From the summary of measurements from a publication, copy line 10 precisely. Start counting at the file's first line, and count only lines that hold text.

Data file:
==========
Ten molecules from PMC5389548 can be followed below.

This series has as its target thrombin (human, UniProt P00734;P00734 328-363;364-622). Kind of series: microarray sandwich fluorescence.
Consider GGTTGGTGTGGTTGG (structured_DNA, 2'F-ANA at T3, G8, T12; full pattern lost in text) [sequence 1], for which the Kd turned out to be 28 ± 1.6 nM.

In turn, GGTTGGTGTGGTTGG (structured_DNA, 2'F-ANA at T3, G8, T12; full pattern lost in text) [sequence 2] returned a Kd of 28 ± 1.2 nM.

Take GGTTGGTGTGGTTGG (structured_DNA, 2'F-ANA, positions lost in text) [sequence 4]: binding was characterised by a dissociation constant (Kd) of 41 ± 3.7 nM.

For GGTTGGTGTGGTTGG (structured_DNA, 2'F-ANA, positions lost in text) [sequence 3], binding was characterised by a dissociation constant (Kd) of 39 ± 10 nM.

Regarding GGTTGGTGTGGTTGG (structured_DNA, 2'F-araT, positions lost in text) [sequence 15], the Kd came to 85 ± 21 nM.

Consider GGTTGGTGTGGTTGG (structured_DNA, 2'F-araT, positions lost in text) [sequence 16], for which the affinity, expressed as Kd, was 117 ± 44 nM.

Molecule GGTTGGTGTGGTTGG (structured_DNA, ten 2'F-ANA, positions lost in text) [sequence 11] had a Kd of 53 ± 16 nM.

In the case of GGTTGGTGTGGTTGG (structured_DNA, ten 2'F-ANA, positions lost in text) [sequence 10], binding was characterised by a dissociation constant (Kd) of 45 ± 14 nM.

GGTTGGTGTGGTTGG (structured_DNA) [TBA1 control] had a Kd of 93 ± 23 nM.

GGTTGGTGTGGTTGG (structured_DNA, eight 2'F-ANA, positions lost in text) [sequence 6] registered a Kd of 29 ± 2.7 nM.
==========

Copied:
In the case of GGTTGGTGTGGTTGG (structured_DNA, ten 2'F-ANA, positions lost in text) [sequence 10], binding was characterised by a dissociation constant (Kd) of 45 ± 14 nM.